Five Underground Gems to Fill Your Queensryche Void

As many a prog metal fan already knows, longtime Queensryche singer and frontman Geoff Tate left the band recently, splitting the legendary group into two warring factions.

And just like in similar cases with the likes of washed up 80s rock relics like Ratt or Skid Row – both of which had rifts between integral members but decided to go on as two separate and very subpar entities living off the same legacy – the only people who really lose out in the end are the fans.

With Queensryche, on one side we have Tate’s dismal solo albums that no one but his wife enjoys, and on the other side, the remaining members of Queensryche’s classic lineup, minus the two most important songwriters (Tate and former guitarist Chris DeGarmo), and in their places, two fairly capable live fill-ins.

Most longtime fans of the band have long given up on Queensryche ever making good music again, and with good reason. But now, it’s pretty safe to say that the last nail has been hammered into the coffin.

You as a Queensryche fan are now left with two options: One is Tate’s unlistenable new music and his haggard live renditions of old ‘Ryche favorites. The other is the new Queensryche with singer Todd La Torre, which will end up being a great nostalgia act (dare I say cover band) for years to come thanks to the fact that he is (relatively) young and does a fantastic impersonation of a youthful Tate. With this new Queensryche you will probably also get some new music that will try to emulate the classic material, but inevitably fall very short of capturing that magic of old.

But I am here to offer you a third option! Queensryche, of course, was a very popular and successful band in its heyday, which naturally led to a lot of new bands cropping up in the 90s playing a similar style of music. And furthermore, in his own right, Tate has become one of the most mimicked voices in metal history throughout the years.

Here are some old underground prog metal gems that, while certainly not as good as classic Queensryche, probably capture the spirit and sound of Queensryche’s golden years much better than the two remaining “Fakeryches” will be able to do.


House of Spirits – Turn of the Tide (1994)

Regarded as an underground classic in most progressive and melodic metal circles, this album bridges the styles of “Mindcrime” and “Empire” era Queensryche, highlighting the catchy and memorable songwriting of the “Empire” era but maintaining the bite and heaviness of earlier Queensryche.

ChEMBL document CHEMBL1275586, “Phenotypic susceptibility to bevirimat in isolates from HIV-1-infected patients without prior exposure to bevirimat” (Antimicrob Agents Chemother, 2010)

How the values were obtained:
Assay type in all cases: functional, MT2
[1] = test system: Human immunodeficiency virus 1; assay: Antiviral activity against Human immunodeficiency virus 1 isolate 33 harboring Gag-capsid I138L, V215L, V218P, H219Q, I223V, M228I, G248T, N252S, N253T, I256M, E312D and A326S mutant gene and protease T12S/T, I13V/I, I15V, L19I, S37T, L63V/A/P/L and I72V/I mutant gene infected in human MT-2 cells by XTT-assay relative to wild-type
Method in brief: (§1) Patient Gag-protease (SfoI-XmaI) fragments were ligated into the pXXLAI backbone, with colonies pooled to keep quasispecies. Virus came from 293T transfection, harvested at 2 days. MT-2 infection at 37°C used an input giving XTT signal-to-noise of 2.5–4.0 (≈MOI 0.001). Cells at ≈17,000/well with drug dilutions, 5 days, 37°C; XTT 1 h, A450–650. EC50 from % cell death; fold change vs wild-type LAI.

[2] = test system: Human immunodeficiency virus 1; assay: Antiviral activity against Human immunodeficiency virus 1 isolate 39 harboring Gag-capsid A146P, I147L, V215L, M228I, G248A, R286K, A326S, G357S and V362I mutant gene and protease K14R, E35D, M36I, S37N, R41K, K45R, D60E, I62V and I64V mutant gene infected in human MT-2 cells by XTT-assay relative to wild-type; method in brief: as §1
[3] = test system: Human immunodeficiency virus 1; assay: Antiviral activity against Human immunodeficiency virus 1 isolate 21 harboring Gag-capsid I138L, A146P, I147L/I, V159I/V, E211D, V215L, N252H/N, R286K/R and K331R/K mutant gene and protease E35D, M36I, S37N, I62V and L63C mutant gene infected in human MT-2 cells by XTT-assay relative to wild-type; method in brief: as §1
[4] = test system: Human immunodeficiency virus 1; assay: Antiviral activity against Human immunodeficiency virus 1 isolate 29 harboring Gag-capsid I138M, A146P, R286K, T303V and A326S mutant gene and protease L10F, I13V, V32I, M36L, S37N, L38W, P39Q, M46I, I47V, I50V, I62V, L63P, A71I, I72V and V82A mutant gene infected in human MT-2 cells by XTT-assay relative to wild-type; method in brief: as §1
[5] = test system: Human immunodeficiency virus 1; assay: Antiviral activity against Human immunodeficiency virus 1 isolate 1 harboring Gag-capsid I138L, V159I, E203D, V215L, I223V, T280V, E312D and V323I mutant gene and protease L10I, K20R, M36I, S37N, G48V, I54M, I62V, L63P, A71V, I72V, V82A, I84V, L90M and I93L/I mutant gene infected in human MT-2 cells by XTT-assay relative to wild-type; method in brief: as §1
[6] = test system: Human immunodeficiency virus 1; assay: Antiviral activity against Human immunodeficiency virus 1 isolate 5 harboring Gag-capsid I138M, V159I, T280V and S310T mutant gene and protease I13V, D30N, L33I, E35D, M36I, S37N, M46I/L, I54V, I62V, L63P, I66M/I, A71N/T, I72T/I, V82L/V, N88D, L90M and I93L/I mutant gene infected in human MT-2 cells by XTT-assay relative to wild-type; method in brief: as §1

Lethal – Programmed (1990)

Probably the most well-known of these albums, Lethal remain cult favorites today. Their debut “Programmed” is probably their most popular album, and features music that sounds like an updated version of “The Warning”- very guitar-dominated without the keyboards and textures that Queensryche would begin to use much more regularly later in the band’s career.

Lord Bane – Age of Elegance (1994)

This album is probably the most original of the five. It does have a lot of Ryche-isms, but at the same time, you’ll hear lots of other influences sneaking in, namely nods to bands like Savatage, Crimson Glory and King Diamond as well. The production is a little rough, but the music is definitely exciting enough to overlook the less-than-perfect general sound of the record.

Veni Domine – Spiritual Wasteland (1998)

If you appreciate Queensryche’s slower moments and don’t mind Christian lyrics, this is an album you should check out. Veni Domine combine the regal air of Queensryche with the pace and atmosphere of early Candlemass to create fantastic melodic doom metal that is a bit too busy for doom purists and a bit too slow for most prog fans. If you like them, then their Swedish countrymen Memory Garden would also be considered mandatory listing, though Veni Domine get the nod in this instance because of the singer’s very strong vocal resemblance to Tate in his prime.

Mystic Force – Man vs. Machine (2001)

The “newest” of the five, having only come out a little over a decade ago, this album gives you everything you loved about classic Queensryche, but with a more aggressive and thrashy approach that could be compared to Sanctuary’s “Into the Mirror Black” or Nevermore’s self-titled debut in some moments. “Man vs. Machine” pulls together complex progressive metal arrangements while retaining the band’s heavier past sound that made them US power metal favorites a decade earlier, and singer William Wren puts in a brilliant performance.


  1. ManInJapan

    December 31, 2012 at 3:50 pm

    David, I’ve read your website before but I have to say that you definitely know your business. I’ve been reading about all the craziness surrounding Queensryche and it just makes my head spin! Thanks for introducing me to these other bands, they sound great. Like I said, you know music, thanks for writing this, I look forward to more.


  2. David-Lazar Galic

    January 3, 2013 at 10:06 am

    Glad you enjoyed it MIJ!

  3. T-Gallegos

    January 23, 2013 at 12:48 am

    Also, extremely highly recommended..Power of Omens! They sound like they way QR should have gone, but amazingly better.

You must be logged in to post a comment Login

%d bloggers like this: